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‘You have the wrong Heather Patton,’ pleads Kaiser Permanente after racist CVS video

‘You have the wrong Heather Patton,’ pleads Kaiser Permanente after racist CVS video
[Photo: Clker-Free-Vector-Images/Pixabay]

Kaiser Permanente has a message for Twitter users: You have the wrong Heather Patton.

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The healthcare company has been tweeting at users it says have mistakenly identified a doctor as a woman seen going off on a racist rant in a viral video. The disturbing footage shows the woman screaming the N-word and making anti-black threats at a Los Angeles CVS. The woman in the video was identified as someone named Heather Patton by local media. The LAPD has opened up a hate crime investigation into the incident, according to the Los Angeles Times.

But after the rant went viral, some Twitter users doxxed a different Heather Patton, this one a doctor from the San Diego area who works for Kaiser Permanente. In one particular tweet, a Twitter user said “do your magic” after claiming (falsely) to identify the person in the video as this doctor. The tweet was up for almost two days and had been retweeted hundreds of times.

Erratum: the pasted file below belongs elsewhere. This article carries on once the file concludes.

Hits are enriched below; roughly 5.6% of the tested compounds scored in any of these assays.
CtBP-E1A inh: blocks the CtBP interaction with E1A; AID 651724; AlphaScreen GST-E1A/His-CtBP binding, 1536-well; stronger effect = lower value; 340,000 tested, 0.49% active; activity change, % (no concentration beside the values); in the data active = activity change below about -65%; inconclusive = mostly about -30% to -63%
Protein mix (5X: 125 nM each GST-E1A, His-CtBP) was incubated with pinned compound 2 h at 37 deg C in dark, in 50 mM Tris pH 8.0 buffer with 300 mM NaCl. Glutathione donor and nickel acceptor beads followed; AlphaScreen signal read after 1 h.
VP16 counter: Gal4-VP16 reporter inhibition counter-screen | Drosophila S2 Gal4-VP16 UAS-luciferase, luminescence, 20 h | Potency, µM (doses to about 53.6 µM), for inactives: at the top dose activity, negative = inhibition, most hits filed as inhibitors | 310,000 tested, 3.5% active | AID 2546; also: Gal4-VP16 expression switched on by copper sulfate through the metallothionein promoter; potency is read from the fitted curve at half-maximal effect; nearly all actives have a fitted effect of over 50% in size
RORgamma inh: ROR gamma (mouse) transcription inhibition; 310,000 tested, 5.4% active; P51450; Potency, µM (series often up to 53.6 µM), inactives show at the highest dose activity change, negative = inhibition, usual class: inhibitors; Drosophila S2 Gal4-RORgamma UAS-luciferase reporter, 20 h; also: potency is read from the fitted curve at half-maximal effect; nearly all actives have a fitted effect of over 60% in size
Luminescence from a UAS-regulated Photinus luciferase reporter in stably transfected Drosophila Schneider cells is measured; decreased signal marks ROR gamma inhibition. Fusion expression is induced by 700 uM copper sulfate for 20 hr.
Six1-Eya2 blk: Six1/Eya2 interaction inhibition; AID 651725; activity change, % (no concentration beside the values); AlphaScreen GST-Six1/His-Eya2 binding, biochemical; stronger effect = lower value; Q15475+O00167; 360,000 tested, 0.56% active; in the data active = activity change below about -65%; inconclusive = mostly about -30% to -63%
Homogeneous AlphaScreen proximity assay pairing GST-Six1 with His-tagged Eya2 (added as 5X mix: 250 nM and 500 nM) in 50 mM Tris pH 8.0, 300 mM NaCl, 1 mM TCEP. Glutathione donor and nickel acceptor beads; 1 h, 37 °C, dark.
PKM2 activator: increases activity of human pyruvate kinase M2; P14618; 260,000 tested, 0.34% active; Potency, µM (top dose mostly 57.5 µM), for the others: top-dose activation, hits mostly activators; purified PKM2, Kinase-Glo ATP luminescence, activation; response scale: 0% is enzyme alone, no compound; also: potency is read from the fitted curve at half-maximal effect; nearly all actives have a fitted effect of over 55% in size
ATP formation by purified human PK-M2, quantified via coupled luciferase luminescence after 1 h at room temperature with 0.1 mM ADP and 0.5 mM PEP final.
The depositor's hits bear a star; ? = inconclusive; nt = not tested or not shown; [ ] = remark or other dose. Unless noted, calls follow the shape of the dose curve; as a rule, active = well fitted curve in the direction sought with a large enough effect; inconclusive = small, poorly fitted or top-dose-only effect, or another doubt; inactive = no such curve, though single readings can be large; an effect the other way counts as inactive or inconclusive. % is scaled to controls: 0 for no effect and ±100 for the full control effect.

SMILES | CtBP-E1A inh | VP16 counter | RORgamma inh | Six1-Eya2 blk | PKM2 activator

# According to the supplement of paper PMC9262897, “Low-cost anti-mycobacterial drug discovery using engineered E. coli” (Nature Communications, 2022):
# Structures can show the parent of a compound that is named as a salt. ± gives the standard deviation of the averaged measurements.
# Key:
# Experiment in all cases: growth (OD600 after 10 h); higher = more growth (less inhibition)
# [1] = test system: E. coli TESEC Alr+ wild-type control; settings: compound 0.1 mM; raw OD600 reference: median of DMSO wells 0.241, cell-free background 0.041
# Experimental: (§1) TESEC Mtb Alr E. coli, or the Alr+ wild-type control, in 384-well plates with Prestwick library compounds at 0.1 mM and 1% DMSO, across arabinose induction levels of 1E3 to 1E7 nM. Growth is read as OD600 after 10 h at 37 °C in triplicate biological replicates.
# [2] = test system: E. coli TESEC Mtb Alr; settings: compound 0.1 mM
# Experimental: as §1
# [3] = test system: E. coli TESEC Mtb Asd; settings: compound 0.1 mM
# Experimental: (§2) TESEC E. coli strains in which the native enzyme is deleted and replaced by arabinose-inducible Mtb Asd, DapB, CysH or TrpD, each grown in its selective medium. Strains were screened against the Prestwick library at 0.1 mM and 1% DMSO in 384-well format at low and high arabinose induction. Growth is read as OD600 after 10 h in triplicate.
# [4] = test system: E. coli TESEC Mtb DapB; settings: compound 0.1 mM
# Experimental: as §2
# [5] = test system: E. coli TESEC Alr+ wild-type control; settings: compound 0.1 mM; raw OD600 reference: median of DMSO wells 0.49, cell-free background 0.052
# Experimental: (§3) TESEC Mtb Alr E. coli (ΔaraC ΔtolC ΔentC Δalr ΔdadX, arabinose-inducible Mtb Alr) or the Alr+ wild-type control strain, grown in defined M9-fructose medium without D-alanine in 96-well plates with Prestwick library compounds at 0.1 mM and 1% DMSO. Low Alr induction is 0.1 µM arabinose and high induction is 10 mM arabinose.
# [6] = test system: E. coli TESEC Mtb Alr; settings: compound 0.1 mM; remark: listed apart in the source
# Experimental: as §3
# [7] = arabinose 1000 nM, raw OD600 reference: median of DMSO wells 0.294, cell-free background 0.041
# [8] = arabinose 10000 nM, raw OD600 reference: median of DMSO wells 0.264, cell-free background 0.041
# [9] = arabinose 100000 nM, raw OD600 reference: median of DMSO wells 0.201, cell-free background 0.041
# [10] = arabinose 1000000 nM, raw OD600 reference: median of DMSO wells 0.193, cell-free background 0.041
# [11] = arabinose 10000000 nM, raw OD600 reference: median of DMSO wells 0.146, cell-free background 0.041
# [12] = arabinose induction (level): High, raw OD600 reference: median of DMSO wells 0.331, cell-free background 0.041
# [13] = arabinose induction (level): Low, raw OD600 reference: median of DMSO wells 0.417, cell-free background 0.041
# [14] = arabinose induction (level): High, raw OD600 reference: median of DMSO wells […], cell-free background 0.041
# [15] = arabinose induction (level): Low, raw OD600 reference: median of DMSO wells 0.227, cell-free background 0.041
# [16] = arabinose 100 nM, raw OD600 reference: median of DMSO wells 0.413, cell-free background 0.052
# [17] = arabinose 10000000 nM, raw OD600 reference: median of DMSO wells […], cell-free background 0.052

Some users have also been leaving one-star reviews on Dr. Patton’s public profiles on Vitals.com and elsewhere.

In a series of tweets, Kaiser Permanente implored the users to remove the tweets, noting that the video “has nothing to do with Dr. Patton or this organization.” It also said it reported the activity to Twitter and was seeking legal counsel.

“We also believe that the behavior on this video is repugnant, but you have the wrong Heather Patton,” the company said.

Twitter’s rules prohibit targeted harassment, although its enforcement of its own policies is notoriously inconsistent. After an inquiry from Fast Company, Twitter deleted the viral tweet that identified the wrong Patton, saying it violated its rules. (The company doesn’t fact check every tweet, but will sometimes take action when there is a clear threat to someone’s safety.)

Reached for comment, a spokesperson for Kaiser Permanente said, “We’re grateful for the 30-plus social media users who corrected or deleted their posts when we pointed out the mistaken identity.” The company also said it was reaching out to Vitals.com about the one-star reviews.

Mistaken identity is common after viral incidents. Last year, for instance, social media users went after the wrong restaurants after an eatery called the Red Hen refused to seat then-White House Press Secretary Sarah Huckabee Sanders. At least two other restaurants with the same name found themselves at the center of attacks.

This post has been updated.

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